Over the last few months, Philadelphia has been taking another small step toward rehabilitating the Delaware River waterfront by demolishing the one-story industrial warehouse at 1121-41 N. Delaware Ave. – a ghastly eyesore lodged right between Rivers Casino and Penn Treaty Park in Fishtown. If developers get their way, the space will occupy 28 four-story townhomes (five stories if you count the pilot houses) and two apartment buildings with 88 residential units and 3,000 square feet of commercial space that fronts on Delaware Avenue. Plans for the project also include connecting the Delaware River Trail along the river and “dramatic views of the Center City Skyline, Benjamin Franklin Bridge and and the Delaware Waterfront,” according to a presentation packet shown during a Fishtown Neighbors Association Zoom meeting on Tuesday. Each town home will be complete with an elevator and a two-car garage.
Because of the plot’s zoning, the development can be built by right, meaning no variance or community support is needed to build the project. However, because of the size of the property, the development team is mandated to present its plans in front of the city’s Civic Design Review board, which considers “how well the project’s design relates to the public realm,” specifically in regard to the aesthetics of the plan and how it fits into its proposed neighborhood. The development team met with the community in preparation for the meeting with the CDR board.
At the community meeting, residents’ key issue with the project was the appearance of the facade, which consists mostly of metal siding and cement boards, including some brick. FNA zoning chair Ian Wilson, among other residents, called for increasing the amount of brick on the buildings’ facade.
“We know it’s generally more expensive,” said Wilson, “but from a historic and contextual perspective of what’s going on throughout the neighborhood, I think a lot of the metal panels are going to fall out of style before brick does.”
Some other residents complained about parking. While the two rows of town homes all consist of their own two-car garages, the 88 residential units will have only 34 parking spaces available for use.
“Do you expect people to park at the casino or across Delaware Avenue, which is dangerous to cross?” one resident asked at the meeting.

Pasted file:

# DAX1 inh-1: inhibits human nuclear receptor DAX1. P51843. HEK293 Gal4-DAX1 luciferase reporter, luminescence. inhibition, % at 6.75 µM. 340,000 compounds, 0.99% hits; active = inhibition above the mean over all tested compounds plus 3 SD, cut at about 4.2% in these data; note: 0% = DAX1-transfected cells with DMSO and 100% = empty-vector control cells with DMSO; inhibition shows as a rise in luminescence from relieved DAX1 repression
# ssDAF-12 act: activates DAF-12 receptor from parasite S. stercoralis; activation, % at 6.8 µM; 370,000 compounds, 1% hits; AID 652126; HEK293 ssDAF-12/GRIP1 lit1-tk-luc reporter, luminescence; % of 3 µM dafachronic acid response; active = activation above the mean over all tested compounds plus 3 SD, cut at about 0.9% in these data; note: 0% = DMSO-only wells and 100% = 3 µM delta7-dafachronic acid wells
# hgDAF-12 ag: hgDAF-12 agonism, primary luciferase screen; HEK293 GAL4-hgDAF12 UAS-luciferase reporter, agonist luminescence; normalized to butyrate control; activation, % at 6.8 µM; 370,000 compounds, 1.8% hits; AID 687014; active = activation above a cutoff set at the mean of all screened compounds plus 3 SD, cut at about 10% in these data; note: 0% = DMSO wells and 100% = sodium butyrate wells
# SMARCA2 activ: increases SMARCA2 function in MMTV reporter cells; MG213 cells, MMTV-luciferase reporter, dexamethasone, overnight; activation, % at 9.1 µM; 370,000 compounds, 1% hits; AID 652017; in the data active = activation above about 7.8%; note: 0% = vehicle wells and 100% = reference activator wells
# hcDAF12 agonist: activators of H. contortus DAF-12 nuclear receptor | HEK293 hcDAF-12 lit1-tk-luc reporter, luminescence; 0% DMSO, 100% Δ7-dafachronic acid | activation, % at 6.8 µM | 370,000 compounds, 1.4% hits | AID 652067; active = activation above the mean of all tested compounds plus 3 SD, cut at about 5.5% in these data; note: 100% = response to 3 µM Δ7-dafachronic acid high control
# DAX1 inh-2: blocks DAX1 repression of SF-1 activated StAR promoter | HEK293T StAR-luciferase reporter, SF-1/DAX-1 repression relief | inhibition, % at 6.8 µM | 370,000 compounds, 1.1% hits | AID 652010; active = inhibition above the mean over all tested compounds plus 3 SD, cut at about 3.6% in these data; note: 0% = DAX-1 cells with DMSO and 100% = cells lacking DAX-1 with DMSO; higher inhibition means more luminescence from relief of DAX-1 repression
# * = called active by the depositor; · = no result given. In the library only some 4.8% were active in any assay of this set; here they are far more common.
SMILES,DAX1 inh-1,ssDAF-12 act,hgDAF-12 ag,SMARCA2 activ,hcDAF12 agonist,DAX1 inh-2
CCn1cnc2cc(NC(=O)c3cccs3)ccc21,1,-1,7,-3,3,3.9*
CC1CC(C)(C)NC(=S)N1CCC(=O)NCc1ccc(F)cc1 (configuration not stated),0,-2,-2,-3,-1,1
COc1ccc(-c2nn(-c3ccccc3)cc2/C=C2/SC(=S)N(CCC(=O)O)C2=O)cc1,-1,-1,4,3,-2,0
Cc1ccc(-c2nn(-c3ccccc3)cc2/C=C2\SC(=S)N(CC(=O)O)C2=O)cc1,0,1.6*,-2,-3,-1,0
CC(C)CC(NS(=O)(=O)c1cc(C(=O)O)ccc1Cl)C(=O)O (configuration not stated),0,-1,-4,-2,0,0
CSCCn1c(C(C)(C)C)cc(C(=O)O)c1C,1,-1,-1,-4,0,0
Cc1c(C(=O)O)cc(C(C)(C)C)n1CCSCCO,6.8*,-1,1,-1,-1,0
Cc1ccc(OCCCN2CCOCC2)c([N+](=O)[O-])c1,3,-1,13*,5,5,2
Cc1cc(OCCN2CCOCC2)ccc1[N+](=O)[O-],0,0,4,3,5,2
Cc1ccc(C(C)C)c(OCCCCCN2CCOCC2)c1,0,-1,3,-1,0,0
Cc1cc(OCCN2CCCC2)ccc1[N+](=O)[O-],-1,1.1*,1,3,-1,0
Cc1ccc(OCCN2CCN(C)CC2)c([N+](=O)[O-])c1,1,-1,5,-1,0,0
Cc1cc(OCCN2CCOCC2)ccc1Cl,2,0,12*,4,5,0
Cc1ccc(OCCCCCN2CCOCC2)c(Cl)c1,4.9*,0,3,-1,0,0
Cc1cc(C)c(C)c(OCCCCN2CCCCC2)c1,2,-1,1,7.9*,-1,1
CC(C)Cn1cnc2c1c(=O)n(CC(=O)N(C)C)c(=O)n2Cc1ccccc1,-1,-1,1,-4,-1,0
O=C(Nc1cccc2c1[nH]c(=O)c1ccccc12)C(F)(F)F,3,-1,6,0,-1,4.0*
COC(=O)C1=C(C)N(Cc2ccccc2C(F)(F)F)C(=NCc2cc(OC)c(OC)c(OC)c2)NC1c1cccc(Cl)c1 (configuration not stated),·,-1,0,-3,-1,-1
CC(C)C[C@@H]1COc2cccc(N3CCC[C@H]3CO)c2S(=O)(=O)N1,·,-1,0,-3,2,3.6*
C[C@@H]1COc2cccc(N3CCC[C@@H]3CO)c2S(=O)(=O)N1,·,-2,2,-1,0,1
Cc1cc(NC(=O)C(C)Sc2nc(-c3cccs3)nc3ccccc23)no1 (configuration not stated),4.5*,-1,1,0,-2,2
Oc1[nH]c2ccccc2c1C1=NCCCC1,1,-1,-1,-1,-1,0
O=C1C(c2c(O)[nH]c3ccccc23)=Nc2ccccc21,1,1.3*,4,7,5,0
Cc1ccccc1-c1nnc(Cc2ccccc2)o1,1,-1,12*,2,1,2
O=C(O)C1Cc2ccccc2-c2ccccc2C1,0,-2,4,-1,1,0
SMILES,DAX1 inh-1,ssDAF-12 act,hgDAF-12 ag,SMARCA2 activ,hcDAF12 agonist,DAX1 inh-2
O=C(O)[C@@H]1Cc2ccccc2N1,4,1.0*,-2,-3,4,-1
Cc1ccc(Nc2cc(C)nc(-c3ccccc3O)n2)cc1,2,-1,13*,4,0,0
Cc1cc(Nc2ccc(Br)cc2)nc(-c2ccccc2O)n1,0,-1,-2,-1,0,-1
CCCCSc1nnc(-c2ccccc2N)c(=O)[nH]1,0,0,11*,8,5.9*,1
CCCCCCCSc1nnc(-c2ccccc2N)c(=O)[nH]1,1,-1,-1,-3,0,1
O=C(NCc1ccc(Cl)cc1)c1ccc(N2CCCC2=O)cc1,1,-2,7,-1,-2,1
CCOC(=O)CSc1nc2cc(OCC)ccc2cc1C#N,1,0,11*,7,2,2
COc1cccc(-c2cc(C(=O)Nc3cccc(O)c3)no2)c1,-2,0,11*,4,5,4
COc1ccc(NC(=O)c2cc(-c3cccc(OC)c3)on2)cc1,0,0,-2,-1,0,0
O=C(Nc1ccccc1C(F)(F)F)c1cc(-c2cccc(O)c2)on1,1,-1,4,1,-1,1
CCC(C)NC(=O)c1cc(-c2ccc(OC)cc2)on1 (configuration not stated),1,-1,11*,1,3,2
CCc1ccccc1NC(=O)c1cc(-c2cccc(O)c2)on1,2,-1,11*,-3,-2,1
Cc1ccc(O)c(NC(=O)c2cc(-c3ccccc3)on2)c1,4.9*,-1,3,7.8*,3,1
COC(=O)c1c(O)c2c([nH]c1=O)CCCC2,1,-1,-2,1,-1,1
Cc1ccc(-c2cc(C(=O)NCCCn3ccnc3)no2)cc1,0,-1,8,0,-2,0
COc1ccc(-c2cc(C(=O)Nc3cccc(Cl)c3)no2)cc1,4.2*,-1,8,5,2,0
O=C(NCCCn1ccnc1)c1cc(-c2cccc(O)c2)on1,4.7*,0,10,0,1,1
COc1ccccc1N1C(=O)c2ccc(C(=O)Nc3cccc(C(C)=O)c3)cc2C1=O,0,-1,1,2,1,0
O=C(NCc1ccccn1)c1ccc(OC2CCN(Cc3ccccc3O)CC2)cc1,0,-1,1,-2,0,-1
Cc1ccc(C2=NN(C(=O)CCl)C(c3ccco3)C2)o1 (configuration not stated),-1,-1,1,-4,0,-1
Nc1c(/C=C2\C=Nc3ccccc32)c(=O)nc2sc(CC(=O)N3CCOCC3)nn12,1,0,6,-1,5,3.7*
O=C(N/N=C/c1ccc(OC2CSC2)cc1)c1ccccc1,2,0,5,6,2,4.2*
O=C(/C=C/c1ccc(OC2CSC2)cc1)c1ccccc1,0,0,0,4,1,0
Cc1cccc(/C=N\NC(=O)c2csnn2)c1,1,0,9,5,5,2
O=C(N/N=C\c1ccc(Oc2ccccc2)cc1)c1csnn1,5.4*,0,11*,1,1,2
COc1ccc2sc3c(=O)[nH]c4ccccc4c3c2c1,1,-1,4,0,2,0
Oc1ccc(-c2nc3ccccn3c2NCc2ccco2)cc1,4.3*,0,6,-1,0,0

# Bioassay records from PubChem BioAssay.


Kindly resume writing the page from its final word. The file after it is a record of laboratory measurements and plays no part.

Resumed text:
Stephen Maffei, the development team’s architect, didn’t leave open much possibility for increasing parking.
“We would [require] a multi-story structure in order to fit the requirement of one-to-one parking,” he said.
In a letter to the development team, the FNA stated its desire to see the commercial space front along the river instead of along Delaware Avenue, which is where it’s currently slated to be.
Maffei said the commercial space will predominantly cater to the residents of the complex “because it’s such a small space.” He added that commercial space along the river has yet to be tried by a developer, and was unsure of its potential for being a successful commercial location.
“People aren’t shopping as they’re going along [the trail],” he said. “It’s not set up like that yet. I haven’t seen any commercial space [along the river] that I’ve seen.”
Developers previously submitted a different plan for the property, which consisted of 60 single-family homes with off-street parking spaces. The FNA board submitted a letter to the CDR board voicing its disapproval for the project, in part because the project, at the time, failed to incorporate a commercial component and because it thought the property “would be better used as a higher density development.”
The FNA zoning committee is expected to hold a committee vote on the current iteration of the project on Wednesday and will subsequently draft a new letter to send to the CDR board either in approval or disapproval.
The development team has yet to be scheduled for a CDR presentation, but Maffei said he expected to present at the September meeting “at the latest.”
View more renderings of the proposed project below: